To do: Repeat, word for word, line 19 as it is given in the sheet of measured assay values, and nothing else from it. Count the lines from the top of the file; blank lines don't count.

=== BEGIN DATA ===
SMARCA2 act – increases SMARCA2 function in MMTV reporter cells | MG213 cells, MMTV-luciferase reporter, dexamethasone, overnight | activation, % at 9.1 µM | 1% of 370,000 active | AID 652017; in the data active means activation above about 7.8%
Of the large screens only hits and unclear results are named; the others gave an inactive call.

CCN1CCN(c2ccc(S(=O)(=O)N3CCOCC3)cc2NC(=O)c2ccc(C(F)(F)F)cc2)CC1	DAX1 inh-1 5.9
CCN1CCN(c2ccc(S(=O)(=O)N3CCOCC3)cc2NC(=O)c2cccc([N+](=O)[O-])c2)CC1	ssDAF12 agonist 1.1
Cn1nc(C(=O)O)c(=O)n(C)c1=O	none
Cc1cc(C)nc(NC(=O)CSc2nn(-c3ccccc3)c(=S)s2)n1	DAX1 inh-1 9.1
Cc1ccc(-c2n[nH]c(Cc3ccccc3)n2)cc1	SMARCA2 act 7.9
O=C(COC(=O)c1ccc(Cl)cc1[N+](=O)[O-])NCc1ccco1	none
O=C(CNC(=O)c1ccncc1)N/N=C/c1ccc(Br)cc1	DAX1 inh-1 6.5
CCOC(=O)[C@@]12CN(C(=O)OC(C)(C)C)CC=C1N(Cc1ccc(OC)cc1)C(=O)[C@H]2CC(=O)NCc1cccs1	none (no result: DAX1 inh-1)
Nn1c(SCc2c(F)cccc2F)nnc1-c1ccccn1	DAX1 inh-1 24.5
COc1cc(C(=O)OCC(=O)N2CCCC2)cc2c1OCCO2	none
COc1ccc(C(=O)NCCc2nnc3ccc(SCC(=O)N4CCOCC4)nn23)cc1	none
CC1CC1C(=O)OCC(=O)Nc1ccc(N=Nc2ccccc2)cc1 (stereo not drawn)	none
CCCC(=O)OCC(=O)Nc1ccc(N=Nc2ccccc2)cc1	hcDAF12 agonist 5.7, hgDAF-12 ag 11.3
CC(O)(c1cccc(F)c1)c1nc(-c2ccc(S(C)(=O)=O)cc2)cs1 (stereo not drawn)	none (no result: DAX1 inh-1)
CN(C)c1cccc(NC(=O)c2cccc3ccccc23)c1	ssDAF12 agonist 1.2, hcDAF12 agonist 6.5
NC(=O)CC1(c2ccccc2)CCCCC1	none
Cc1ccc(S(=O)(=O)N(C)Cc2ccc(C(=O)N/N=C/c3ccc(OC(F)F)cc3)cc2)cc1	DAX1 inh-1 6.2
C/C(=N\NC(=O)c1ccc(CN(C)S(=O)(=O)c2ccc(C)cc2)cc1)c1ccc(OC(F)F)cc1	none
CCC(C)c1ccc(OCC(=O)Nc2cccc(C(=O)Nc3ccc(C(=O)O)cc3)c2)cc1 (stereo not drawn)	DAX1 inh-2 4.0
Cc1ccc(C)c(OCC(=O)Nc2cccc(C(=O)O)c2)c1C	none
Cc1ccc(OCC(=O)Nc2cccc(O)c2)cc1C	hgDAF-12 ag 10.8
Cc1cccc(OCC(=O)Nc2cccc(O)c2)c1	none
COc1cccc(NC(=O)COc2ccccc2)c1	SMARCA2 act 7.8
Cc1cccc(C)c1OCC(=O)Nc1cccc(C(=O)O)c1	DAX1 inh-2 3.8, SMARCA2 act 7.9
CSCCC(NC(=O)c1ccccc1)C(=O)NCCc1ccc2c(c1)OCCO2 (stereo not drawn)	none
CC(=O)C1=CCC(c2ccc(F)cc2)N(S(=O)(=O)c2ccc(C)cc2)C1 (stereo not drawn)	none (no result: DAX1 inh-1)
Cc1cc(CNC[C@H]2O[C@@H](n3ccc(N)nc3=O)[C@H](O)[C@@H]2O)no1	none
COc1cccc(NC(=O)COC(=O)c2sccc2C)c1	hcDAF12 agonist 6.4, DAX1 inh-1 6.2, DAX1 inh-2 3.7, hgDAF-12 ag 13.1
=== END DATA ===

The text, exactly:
Cc1ccc(S(=O)(=O)N(C)Cc2ccc(C(=O)N/N=C/c3ccc(OC(F)F)cc3)cc2)cc1	DAX1 inh-1 6.2